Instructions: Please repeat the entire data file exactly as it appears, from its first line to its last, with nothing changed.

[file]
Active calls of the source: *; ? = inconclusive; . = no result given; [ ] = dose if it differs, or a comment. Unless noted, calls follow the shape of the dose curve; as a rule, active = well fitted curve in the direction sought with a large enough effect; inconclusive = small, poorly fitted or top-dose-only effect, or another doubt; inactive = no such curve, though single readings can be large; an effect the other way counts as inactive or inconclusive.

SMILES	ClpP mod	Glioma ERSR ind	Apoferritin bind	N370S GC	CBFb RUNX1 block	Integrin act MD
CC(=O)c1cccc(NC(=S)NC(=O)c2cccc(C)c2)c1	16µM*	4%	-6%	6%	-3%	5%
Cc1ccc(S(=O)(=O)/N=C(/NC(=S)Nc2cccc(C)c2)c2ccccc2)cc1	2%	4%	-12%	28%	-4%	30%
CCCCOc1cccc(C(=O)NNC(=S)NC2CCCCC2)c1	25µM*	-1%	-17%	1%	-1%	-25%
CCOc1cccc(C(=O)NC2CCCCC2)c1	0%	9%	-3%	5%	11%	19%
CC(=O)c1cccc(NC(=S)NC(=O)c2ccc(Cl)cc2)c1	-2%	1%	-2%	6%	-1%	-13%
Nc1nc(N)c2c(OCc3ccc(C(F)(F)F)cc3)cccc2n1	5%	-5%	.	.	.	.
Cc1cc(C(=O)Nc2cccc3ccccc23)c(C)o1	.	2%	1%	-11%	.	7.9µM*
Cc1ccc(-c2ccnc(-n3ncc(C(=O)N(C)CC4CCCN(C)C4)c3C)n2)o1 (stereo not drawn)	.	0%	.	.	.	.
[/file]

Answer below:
Active calls of the source: *; ? = inconclusive; . = no result given; [ ] = dose if it differs, or a comment. Unless noted, calls follow the shape of the dose curve; as a rule, active = well fitted curve in the direction sought with a large enough effect; inconclusive = small, poorly fitted or top-dose-only effect, or another doubt; inactive = no such curve, though single readings can be large; an effect the other way counts as inactive or inconclusive.

SMILES	ClpP mod	Glioma ERSR ind	Apoferritin bind	N370S GC	CBFb RUNX1 block	Integrin act MD
CC(=O)c1cccc(NC(=S)NC(=O)c2cccc(C)c2)c1	16µM*	4%	-6%	6%	-3%	5%
Cc1ccc(S(=O)(=O)/N=C(/NC(=S)Nc2cccc(C)c2)c2ccccc2)cc1	2%	4%	-12%	28%	-4%	30%
CCCCOc1cccc(C(=O)NNC(=S)NC2CCCCC2)c1	25µM*	-1%	-17%	1%	-1%	-25%
CCOc1cccc(C(=O)NC2CCCCC2)c1	0%	9%	-3%	5%	11%	19%
CC(=O)c1cccc(NC(=S)NC(=O)c2ccc(Cl)cc2)c1	-2%	1%	-2%	6%	-1%	-13%
Nc1nc(N)c2c(OCc3ccc(C(F)(F)F)cc3)cccc2n1	5%	-5%	.	.	.	.
Cc1cc(C(=O)Nc2cccc3ccccc23)c(C)o1	.	2%	1%	-11%	.	7.9µM*
Cc1ccc(-c2ccnc(-n3ncc(C(=O)N(C)CC4CCCN(C)C4)c3C)n2)o1 (stereo not drawn)	.	0%	.	.	.	.